• Avoid attempting to pour granulated shock directly on algae growths on floors or steps.  Vinyl pool patterns can easily be bleached white by shock allowed to sit on these surfaces for extended periods of time.
  • Though this likely will not be the case for you, extreme cases of algae might require a pool drain and acid wash to ensure that the algae has been thoroughly and properly disposed of. This occurs only in extreme cases of black algae.
  • Be patient. Sometimes algae takes several attempts to finally rid your pool of the problem.
  • Once you are confident your pool algae problem is gone, commit to regular algae preventative maintenance to keep the algae from once again gaining a foothold in your swimming pool.
  • Avoid keeping the pool uncovered on windy days when not using it, and promptly remove debris that has blown or fallen into the pool water.  Both scenarios contribute greatly to giving algae a chance to overwhelm your pool water sanitation and begin growing in the water.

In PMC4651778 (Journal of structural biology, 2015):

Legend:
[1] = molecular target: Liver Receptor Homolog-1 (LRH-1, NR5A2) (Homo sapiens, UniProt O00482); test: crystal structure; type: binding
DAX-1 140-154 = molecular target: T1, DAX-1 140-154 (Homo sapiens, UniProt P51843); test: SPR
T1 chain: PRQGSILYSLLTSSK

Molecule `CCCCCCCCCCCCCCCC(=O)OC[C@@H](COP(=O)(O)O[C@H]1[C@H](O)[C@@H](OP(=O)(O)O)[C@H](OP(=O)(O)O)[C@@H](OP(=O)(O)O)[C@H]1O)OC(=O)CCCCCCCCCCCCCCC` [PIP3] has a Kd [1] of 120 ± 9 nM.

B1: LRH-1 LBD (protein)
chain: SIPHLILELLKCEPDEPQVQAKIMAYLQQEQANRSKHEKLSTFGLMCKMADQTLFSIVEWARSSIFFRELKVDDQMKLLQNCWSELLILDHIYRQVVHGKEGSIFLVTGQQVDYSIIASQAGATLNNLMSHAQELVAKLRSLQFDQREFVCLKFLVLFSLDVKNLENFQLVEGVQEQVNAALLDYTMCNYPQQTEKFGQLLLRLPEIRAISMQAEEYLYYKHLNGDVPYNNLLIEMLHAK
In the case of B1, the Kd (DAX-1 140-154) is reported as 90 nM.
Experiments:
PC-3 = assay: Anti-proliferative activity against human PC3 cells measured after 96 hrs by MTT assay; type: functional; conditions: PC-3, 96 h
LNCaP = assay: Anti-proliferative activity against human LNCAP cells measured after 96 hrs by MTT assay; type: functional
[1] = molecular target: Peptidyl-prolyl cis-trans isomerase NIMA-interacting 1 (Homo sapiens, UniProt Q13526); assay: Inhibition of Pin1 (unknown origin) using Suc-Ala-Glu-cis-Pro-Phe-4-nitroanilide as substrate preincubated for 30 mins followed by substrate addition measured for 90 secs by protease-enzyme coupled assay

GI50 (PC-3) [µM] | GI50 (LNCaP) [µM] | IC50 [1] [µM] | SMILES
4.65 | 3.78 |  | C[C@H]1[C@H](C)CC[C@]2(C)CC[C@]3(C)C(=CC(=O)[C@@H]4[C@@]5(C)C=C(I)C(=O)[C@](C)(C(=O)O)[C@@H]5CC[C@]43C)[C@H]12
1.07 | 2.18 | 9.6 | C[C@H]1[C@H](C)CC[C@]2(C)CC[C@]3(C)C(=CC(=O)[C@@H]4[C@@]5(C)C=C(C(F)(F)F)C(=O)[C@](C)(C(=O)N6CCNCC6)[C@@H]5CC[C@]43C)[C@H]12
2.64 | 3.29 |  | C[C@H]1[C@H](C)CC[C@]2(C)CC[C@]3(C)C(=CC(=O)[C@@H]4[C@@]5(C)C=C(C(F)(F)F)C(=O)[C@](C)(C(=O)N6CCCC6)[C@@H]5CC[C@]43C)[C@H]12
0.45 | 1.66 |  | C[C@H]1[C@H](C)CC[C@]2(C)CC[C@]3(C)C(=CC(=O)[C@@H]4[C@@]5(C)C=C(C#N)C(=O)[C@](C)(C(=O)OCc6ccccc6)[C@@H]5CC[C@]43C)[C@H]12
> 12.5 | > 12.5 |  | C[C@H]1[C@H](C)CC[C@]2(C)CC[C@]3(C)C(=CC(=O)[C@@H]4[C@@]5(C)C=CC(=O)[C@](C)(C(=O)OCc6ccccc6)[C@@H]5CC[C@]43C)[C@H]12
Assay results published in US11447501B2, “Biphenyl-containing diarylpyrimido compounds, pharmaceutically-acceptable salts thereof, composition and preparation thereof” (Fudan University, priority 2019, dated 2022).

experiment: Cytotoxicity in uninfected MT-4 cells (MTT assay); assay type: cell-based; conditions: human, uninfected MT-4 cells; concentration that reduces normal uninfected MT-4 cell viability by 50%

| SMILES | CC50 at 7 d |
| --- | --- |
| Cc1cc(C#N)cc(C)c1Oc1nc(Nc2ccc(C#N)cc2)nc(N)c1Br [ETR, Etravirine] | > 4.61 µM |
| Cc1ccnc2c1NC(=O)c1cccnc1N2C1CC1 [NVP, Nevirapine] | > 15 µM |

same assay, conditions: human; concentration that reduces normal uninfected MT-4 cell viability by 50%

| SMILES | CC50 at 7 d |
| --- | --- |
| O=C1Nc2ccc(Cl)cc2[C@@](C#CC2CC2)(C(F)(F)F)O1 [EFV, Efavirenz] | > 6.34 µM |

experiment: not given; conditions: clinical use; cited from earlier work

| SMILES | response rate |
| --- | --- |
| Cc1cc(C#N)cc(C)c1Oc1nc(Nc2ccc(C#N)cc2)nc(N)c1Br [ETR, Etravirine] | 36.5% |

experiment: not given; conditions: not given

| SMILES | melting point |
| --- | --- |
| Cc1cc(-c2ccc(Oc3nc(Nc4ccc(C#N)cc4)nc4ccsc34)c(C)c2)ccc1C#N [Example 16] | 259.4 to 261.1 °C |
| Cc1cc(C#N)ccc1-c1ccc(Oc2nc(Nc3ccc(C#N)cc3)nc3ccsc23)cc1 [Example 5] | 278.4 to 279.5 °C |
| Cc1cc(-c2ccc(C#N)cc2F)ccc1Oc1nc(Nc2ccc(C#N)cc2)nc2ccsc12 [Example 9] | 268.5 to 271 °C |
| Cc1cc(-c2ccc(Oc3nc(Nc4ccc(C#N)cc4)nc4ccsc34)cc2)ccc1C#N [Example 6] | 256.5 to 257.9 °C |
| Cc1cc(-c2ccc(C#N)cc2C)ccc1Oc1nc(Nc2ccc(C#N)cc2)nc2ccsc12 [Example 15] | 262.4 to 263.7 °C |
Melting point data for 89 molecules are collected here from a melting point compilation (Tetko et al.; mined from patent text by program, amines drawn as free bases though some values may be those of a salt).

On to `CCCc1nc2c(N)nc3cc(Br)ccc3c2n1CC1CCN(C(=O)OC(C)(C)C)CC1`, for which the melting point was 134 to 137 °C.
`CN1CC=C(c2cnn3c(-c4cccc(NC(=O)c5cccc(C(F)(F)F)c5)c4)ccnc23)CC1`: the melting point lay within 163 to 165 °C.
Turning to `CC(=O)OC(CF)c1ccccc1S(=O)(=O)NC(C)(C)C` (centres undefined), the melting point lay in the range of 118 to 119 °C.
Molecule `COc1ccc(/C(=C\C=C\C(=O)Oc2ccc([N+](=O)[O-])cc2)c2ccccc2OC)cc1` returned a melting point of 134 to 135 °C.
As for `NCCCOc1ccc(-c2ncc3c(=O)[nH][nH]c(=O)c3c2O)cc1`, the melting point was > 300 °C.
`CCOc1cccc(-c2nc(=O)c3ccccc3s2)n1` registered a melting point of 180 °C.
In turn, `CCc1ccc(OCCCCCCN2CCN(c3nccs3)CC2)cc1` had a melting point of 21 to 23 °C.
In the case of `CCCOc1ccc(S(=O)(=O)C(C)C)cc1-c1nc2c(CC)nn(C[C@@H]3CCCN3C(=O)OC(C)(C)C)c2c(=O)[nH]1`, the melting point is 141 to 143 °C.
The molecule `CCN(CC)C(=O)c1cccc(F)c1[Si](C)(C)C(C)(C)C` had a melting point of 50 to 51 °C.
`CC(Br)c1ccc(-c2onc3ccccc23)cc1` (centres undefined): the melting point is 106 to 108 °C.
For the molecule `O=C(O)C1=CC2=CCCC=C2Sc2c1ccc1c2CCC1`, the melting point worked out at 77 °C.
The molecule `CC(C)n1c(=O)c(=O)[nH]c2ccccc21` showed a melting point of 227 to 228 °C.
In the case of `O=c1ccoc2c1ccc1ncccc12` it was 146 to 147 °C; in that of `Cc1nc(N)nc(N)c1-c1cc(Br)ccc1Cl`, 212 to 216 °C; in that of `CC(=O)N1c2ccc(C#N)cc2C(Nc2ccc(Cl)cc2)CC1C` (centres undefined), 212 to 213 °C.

Conclusion

If your chlorine level is steady at 1-3 ppm, the other water balance levels of pH, alkalinity, and hardness are all balanced, you have no combined chlorine in your pool, your water is clear, and you have no suspicious growths or discolorations on your pool walls or floors, then you likely have eliminated algae from your pool.  As an added bonus, your water is now well-balanced, sanitized, and ready for swimming.

If you have algae in your pool, don’t think that you have failed your duties as a pool maintainer. Most pool owners have problems with algae, and most algae problems are not necessarily the owners fault. Follow the steps above to prevent and treat pool algae problems. As with keeping other water balance levels in check, prevention is always easier, less costly, and less stressful than correcting problems.